Secure messaging is part of the CEHRT. By contrast, text messaging and emails must be imported into the CEHRT via copy, paste, pull forward, and macros. In the future, this may affect your reimbursement. Note also that the Centers for Medicare & Medicaid Services (CMS) and the Office of Inspector General (OIG) have expressed concerns about providers using text messaging for clinical documentation, which is an area of focus for the OIG’s 2014 Work Plan.

Patient Consent Is Crucial

To send and receive secure messages, providers must obtain consent from patients (see: www.healthit.gov/providers-professionals/patient-consent-electronic-health-information-exchange). Electronic health information exchanges (eHIEs) allow providers to share and access information through a third-party organization. Patients must sign a consent to allow their health information to be shared using these health information exchanges.

Meaningful Use and CEHRT Audits

Secure messaging systems must be able to create an “audit trail” (showing what was sent and received, when, and by whom). The data must be text-searchable, archived, and retrievable. Providers must verify the output from their CEHRT, be able to look at the synchronizing data from multiple systems, and ensure compliance with the meaningful use standards.
CMS has contracted with a vendor, Figliozzi and Company, to conduct meaningful use audits for organizations and providers that attested to the meaningful use program and received an incentive payout. The initial letter will be sent from a CMS email address, informing the organizations of the audit contractor’s contact information. Organizations failing the audit of just one meaningful use measure are required to return incentive payment within 30 days of the notification.

Office for Civil Rights Audits

The Office for Civil Rights will be conducting HIPAA compliance audits on a random basis for six core measures of HIPAA compliance, consisting of security risk, security evaluation, risk management, risk evaluation, technical safeguard, and technical evaluation. A key focus is the security of portable electronic devices. You must ensure ePHI or PHI is stored and transported on a portal electronic device that is encrypted. Safeguard electronic devices and equipment that store PHI, and be sure PHI is wholly purged before these devices are recycled. Your organization must show policies and procedures governing the receipt and removal of portable electronic devices and media containing patients’ PHI.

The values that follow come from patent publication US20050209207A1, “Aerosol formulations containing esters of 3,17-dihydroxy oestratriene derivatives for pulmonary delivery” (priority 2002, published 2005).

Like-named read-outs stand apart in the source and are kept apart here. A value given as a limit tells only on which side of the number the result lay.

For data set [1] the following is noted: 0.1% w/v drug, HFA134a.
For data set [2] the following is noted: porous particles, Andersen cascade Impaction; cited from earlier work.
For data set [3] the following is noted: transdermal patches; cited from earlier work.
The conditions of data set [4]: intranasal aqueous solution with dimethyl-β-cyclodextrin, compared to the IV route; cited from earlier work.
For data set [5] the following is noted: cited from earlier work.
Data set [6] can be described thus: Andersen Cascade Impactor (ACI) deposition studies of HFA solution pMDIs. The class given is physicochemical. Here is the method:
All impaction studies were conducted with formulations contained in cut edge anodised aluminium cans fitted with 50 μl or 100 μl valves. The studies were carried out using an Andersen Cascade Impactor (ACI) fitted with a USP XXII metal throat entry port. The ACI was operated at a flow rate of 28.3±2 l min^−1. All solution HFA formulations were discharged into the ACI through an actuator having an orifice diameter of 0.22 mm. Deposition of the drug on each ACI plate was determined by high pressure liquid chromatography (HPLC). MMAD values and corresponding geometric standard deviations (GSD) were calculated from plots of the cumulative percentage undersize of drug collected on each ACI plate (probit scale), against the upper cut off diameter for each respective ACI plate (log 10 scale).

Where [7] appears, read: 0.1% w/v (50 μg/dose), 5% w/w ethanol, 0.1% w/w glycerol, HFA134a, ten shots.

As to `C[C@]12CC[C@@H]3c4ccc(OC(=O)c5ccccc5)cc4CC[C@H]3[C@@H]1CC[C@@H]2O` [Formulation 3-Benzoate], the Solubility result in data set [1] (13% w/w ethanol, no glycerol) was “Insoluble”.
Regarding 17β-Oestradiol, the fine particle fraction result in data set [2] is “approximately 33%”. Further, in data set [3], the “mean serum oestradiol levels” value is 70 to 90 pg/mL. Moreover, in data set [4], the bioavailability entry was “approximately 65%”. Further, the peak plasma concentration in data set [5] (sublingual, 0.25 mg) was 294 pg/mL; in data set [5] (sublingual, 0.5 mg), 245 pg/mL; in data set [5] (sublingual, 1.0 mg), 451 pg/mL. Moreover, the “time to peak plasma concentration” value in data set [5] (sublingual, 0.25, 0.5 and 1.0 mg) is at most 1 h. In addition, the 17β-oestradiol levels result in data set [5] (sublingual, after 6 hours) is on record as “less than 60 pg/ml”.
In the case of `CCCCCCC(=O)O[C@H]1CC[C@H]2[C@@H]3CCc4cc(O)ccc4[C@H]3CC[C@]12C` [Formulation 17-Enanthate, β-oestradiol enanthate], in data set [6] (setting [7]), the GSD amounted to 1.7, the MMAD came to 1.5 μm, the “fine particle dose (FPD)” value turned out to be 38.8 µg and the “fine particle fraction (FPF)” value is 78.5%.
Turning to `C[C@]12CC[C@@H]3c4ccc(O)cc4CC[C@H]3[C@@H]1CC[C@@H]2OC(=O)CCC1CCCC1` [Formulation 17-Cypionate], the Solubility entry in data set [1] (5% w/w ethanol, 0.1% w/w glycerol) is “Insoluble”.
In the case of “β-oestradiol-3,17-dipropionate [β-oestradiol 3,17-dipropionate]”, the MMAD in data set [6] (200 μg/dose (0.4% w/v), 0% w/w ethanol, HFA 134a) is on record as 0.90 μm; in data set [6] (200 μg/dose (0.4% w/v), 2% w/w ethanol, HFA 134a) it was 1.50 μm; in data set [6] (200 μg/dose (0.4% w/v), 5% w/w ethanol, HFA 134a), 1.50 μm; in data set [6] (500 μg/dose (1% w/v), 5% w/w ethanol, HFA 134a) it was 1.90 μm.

Vernessa Fountain, RHIA, CTR, is the health information management consultant presenter at Caban Resources, LLC, and director, health information management/travel consultant at Healthcare Resource Group, former health information operation manager at Methodist Hospital of Arcadia, former adjunct instructor at East Los Angeles Colleges, and a former interim director, health Information management, medical records director, and coding manager at Los Angeles County University of Southern California. Fountain was also a former cancer registrar at Los Angeles County University of Southern California and a former bone marrow transplant cancer registrar, Hoag Presbyterian Hospital of Newport Beach, Calif. You may reach her at vernessa.fountain@cabanresources.com.

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Renee Dustman, BS, AAPC MACRA Proficient, is managing editor - content & editorial at AAPC. She holds a Bachelor of Science degree in Media Communications - Journalism. Renee has more than 30 years' experience in journalistic reporting, print production, graphic design, and content management. Follow her on Twitter @dustman_aapc.